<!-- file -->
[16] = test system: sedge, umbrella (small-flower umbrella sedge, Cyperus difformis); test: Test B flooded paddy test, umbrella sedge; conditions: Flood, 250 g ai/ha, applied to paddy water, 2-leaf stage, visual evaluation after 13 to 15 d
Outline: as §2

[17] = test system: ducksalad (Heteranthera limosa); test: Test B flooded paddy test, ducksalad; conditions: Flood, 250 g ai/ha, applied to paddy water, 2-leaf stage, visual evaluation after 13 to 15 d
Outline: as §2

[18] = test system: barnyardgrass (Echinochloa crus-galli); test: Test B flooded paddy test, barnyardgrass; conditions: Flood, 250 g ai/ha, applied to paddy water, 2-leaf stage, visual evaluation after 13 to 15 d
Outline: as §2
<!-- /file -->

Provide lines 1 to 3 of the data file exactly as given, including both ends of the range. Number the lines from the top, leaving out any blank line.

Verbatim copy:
[16] = test system: sedge, umbrella (small-flower umbrella sedge, Cyperus difformis); test: Test B flooded paddy test, umbrella sedge; conditions: Flood, 250 g ai/ha, applied to paddy water, 2-leaf stage, visual evaluation after 13 to 15 d
Outline: as §2

[17] = test system: ducksalad (Heteranthera limosa); test: Test B flooded paddy test, ducksalad; conditions: Flood, 250 g ai/ha, applied to paddy water, 2-leaf stage, visual evaluation after 13 to 15 d